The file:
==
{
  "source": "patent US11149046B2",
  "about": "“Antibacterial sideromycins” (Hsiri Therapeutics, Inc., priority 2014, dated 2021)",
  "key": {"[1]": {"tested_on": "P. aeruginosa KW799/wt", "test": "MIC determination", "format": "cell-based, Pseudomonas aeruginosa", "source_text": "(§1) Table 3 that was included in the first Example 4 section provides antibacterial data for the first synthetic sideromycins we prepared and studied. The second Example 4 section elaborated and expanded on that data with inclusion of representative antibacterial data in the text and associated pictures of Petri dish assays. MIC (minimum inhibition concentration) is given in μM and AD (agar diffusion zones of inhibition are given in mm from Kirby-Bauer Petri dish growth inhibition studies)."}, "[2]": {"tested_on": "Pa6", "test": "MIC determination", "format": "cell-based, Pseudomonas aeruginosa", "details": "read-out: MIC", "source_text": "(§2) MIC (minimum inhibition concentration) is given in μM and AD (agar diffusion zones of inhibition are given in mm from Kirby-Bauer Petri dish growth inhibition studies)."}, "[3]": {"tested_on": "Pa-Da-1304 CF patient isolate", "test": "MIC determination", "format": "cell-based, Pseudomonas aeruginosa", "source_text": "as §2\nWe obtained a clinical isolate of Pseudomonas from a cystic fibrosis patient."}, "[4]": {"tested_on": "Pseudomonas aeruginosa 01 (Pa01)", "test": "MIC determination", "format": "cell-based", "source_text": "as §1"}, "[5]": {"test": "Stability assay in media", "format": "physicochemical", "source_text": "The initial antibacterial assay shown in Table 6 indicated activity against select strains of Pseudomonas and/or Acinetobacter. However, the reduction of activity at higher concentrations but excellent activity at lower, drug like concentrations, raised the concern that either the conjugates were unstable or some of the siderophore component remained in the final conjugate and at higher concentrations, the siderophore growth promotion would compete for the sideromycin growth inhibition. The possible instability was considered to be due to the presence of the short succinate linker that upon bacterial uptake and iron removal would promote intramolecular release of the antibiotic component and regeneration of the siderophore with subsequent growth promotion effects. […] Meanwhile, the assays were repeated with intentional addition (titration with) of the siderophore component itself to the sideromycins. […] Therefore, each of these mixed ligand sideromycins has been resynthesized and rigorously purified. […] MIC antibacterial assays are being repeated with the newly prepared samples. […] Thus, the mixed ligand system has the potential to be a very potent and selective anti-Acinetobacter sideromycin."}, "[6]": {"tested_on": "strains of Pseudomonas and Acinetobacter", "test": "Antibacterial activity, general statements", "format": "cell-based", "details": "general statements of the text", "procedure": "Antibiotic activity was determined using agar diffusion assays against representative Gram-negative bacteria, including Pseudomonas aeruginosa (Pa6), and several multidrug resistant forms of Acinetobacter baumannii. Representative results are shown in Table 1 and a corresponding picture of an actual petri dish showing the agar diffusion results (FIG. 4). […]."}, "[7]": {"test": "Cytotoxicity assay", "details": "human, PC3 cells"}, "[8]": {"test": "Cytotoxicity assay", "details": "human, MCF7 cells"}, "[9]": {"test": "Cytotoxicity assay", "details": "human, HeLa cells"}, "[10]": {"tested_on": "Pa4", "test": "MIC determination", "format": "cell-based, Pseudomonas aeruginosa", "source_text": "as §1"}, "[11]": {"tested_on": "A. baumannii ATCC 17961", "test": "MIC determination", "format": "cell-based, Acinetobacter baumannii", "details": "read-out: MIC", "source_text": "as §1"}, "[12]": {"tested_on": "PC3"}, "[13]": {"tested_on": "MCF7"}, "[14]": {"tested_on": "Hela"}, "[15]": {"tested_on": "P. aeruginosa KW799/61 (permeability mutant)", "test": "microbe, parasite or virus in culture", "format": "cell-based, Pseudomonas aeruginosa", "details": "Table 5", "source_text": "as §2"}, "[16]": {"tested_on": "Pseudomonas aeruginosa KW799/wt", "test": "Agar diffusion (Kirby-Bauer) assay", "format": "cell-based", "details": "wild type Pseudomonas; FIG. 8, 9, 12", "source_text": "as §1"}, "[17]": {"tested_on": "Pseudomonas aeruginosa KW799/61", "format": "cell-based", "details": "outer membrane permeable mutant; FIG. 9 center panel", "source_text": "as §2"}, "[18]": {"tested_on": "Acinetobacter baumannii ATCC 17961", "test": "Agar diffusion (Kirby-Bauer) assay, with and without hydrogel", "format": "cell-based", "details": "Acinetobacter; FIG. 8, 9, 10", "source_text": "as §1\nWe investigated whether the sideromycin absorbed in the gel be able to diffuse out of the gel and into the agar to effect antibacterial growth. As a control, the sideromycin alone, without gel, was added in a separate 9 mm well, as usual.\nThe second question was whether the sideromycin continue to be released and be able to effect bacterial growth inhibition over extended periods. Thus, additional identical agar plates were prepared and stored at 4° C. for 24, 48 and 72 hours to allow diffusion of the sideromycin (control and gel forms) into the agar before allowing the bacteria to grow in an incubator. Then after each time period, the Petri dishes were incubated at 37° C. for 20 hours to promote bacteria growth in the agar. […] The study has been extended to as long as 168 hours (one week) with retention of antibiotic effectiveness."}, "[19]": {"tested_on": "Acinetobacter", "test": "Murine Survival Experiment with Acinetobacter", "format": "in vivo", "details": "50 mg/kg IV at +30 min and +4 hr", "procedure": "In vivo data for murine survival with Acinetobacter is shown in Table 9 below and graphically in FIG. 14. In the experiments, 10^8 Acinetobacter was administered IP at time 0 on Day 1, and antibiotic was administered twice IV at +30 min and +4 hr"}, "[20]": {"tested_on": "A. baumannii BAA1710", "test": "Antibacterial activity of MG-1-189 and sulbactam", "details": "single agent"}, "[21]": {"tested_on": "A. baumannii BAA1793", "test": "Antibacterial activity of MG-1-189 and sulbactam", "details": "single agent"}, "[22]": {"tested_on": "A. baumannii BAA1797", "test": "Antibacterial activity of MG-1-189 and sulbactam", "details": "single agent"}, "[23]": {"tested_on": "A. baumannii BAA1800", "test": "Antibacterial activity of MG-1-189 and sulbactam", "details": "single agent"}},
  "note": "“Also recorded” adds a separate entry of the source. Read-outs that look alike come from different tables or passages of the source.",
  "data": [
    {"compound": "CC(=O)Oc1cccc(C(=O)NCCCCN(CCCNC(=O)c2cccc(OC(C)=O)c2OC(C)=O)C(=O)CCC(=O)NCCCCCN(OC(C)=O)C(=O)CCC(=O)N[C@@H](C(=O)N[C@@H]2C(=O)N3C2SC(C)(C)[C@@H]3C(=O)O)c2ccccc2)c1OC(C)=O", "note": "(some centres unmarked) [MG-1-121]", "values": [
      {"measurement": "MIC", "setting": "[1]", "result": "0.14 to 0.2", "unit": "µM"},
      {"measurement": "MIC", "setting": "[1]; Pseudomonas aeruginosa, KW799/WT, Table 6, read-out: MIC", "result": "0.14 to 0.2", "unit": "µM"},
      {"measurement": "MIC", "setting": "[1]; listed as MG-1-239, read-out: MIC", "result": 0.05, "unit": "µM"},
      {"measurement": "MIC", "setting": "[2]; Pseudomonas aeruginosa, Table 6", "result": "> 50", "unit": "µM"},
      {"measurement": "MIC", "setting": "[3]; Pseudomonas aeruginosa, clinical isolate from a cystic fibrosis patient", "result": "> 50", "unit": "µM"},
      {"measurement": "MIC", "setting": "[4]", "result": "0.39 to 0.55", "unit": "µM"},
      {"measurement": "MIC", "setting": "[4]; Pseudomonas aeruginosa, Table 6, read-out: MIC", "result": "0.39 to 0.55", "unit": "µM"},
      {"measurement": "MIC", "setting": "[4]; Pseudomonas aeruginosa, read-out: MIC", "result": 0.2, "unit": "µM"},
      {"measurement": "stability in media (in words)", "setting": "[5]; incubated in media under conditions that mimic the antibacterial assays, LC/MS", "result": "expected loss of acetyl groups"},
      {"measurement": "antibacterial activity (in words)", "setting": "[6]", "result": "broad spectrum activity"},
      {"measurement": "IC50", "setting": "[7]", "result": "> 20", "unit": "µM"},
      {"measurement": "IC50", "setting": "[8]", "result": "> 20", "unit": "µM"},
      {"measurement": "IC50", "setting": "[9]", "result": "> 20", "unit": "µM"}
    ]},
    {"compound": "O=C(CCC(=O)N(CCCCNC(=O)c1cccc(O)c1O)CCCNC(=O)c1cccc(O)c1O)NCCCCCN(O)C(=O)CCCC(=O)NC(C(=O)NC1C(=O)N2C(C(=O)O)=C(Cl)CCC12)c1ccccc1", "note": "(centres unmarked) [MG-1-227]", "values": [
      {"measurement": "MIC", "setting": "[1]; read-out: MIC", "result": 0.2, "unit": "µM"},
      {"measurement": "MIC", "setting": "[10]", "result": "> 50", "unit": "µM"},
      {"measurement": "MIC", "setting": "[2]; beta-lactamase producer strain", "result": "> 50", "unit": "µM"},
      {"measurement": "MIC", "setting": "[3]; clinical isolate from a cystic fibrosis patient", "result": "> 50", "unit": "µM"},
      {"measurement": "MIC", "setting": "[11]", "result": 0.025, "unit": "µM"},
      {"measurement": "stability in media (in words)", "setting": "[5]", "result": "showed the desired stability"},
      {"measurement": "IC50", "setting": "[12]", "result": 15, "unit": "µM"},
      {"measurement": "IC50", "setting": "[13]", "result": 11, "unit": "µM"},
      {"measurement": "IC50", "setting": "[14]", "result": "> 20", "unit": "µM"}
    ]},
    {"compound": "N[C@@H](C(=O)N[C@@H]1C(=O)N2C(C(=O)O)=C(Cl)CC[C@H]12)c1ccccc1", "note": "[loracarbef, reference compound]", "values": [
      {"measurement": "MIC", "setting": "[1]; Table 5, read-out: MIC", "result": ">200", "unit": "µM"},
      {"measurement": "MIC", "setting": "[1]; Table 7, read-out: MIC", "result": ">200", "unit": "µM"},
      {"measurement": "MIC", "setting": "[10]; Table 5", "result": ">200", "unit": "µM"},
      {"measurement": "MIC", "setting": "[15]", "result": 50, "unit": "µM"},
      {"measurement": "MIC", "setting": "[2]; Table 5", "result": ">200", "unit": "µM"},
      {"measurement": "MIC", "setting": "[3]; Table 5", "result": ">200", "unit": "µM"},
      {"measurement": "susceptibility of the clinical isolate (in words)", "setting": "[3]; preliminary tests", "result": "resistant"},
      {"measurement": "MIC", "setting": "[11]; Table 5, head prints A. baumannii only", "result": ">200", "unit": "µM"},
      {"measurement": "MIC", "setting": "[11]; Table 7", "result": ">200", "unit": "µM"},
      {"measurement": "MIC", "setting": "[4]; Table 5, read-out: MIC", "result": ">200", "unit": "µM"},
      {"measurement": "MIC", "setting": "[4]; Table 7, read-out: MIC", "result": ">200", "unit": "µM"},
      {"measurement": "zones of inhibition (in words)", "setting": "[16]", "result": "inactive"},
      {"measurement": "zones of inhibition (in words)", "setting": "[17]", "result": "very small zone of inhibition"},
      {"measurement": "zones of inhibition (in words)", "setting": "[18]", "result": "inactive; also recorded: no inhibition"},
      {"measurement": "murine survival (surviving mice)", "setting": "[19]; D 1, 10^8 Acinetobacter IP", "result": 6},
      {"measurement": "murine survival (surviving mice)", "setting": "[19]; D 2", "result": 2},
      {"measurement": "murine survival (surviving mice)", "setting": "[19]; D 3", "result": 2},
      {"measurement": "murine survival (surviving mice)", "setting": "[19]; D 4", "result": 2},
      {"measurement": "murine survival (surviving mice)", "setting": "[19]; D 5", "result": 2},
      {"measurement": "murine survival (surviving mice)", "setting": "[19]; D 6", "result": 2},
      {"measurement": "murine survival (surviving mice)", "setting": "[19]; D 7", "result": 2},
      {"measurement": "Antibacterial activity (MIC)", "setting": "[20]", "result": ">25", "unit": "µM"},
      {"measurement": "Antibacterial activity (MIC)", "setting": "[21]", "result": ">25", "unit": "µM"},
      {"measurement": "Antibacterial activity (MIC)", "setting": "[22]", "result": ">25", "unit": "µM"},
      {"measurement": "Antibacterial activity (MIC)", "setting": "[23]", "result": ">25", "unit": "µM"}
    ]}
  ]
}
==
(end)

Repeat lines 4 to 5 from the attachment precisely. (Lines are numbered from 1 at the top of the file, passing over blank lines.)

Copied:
  "key": {"[1]": {"tested_on": "P. aeruginosa KW799/wt", "test": "MIC determination", "format": "cell-based, Pseudomonas aeruginosa", "source_text": "(§1) Table 3 that was included in the first Example 4 section provides antibacterial data for the first synthetic sideromycins we prepared and studied. The second Example 4 section elaborated and expanded on that data with inclusion of representative antibacterial data in the text and associated pictures of Petri dish assays. MIC (minimum inhibition concentration) is given in μM and AD (agar diffusion zones of inhibition are given in mm from Kirby-Bauer Petri dish growth inhibition studies)."}, "[2]": {"tested_on": "Pa6", "test": "MIC determination", "format": "cell-based, Pseudomonas aeruginosa", "details": "read-out: MIC", "source_text": "(§2) MIC (minimum inhibition concentration) is given in μM and AD (agar diffusion zones of inhibition are given in mm from Kirby-Bauer Petri dish growth inhibition studies)."}, "[3]": {"tested_on": "Pa-Da-1304 CF patient isolate", "test": "MIC determination", "format": "cell-based, Pseudomonas aeruginosa", "source_text": "as §2\nWe obtained a clinical isolate of Pseudomonas from a cystic fibrosis patient."}, "[4]": {"tested_on": "Pseudomonas aeruginosa 01 (Pa01)", "test": "MIC determination", "format": "cell-based", "source_text": "as §1"}, "[5]": {"test": "Stability assay in media", "format": "physicochemical", "source_text": "The initial antibacterial assay shown in Table 6 indicated activity against select strains of Pseudomonas and/or Acinetobacter. However, the reduction of activity at higher concentrations but excellent activity at lower, drug like concentrations, raised the concern that either the conjugates were unstable or some of the siderophore component remained in the final conjugate and at higher concentrations, the siderophore growth promotion would compete for the sideromycin growth inhibition. The possible instability was considered to be due to the presence of the short succinate linker that upon bacterial uptake and iron removal would promote intramolecular release of the antibiotic component and regeneration of the siderophore with subsequent growth promotion effects. […] Meanwhile, the assays were repeated with intentional addition (titration with) of the siderophore component itself to the sideromycins. […] Therefore, each of these mixed ligand sideromycins has been resynthesized and rigorously purified. […] MIC antibacterial assays are being repeated with the newly prepared samples. […] Thus, the mixed ligand system has the potential to be a very potent and selective anti-Acinetobacter sideromycin."}, "[6]": {"tested_on": "strains of Pseudomonas and Acinetobacter", "test": "Antibacterial activity, general statements", "format": "cell-based", "details": "general statements of the text", "procedure": "Antibiotic activity was determined using agar diffusion assays against representative Gram-negative bacteria, including Pseudomonas aeruginosa (Pa6), and several multidrug resistant forms of Acinetobacter baumannii. Representative results are shown in Table 1 and a corresponding picture of an actual petri dish showing the agar diffusion results (FIG. 4). […]."}, "[7]": {"test": "Cytotoxicity assay", "details": "human, PC3 cells"}, "[8]": {"test": "Cytotoxicity assay", "details": "human, MCF7 cells"}, "[9]": {"test": "Cytotoxicity assay", "details": "human, HeLa cells"}, "[10]": {"tested_on": "Pa4", "test": "MIC determination", "format": "cell-based, Pseudomonas aeruginosa", "source_text": "as §1"}, "[11]": {"tested_on": "A. baumannii ATCC 17961", "test": "MIC determination", "format": "cell-based, Acinetobacter baumannii", "details": "read-out: MIC", "source_text": "as §1"}, "[12]": {"tested_on": "PC3"}, "[13]": {"tested_on": "MCF7"}, "[14]": {"tested_on": "Hela"}, "[15]": {"tested_on": "P. aeruginosa KW799/61 (permeability mutant)", "test": "microbe, parasite or virus in culture", "format": "cell-based, Pseudomonas aeruginosa", "details": "Table 5", "source_text": "as §2"}, "[16]": {"tested_on": "Pseudomonas aeruginosa KW799/wt", "test": "Agar diffusion (Kirby-Bauer) assay", "format": "cell-based", "details": "wild type Pseudomonas; FIG. 8, 9, 12", "source_text": "as §1"}, "[17]": {"tested_on": "Pseudomonas aeruginosa KW799/61", "format": "cell-based", "details": "outer membrane permeable mutant; FIG. 9 center panel", "source_text": "as §2"}, "[18]": {"tested_on": "Acinetobacter baumannii ATCC 17961", "test": "Agar diffusion (Kirby-Bauer) assay, with and without hydrogel", "format": "cell-based", "details": "Acinetobacter; FIG. 8, 9, 10", "source_text": "as §1\nWe investigated whether the sideromycin absorbed in the gel be able to diffuse out of the gel and into the agar to effect antibacterial growth. As a control, the sideromycin alone, without gel, was added in a separate 9 mm well, as usual.\nThe second question was whether the sideromycin continue to be released and be able to effect bacterial growth inhibition over extended periods. Thus, additional identical agar plates were prepared and stored at 4° C. for 24, 48 and 72 hours to allow diffusion of the sideromycin (control and gel forms) into the agar before allowing the bacteria to grow in an incubator. Then after each time period, the Petri dishes were incubated at 37° C. for 20 hours to promote bacteria growth in the agar. […] The study has been extended to as long as 168 hours (one week) with retention of antibiotic effectiveness."}, "[19]": {"tested_on": "Acinetobacter", "test": "Murine Survival Experiment with Acinetobacter", "format": "in vivo", "details": "50 mg/kg IV at +30 min and +4 hr", "procedure": "In vivo data for murine survival with Acinetobacter is shown in Table 9 below and graphically in FIG. 14. In the experiments, 10^8 Acinetobacter was administered IP at time 0 on Day 1, and antibiotic was administered twice IV at +30 min and +4 hr"}, "[20]": {"tested_on": "A. baumannii BAA1710", "test": "Antibacterial activity of MG-1-189 and sulbactam", "details": "single agent"}, "[21]": {"tested_on": "A. baumannii BAA1793", "test": "Antibacterial activity of MG-1-189 and sulbactam", "details": "single agent"}, "[22]": {"tested_on": "A. baumannii BAA1797", "test": "Antibacterial activity of MG-1-189 and sulbactam", "details": "single agent"}, "[23]": {"tested_on": "A. baumannii BAA1800", "test": "Antibacterial activity of MG-1-189 and sulbactam", "details": "single agent"}},
  "note": "“Also recorded” adds a separate entry of the source. Read-outs that look alike come from different tables or passages of the source.",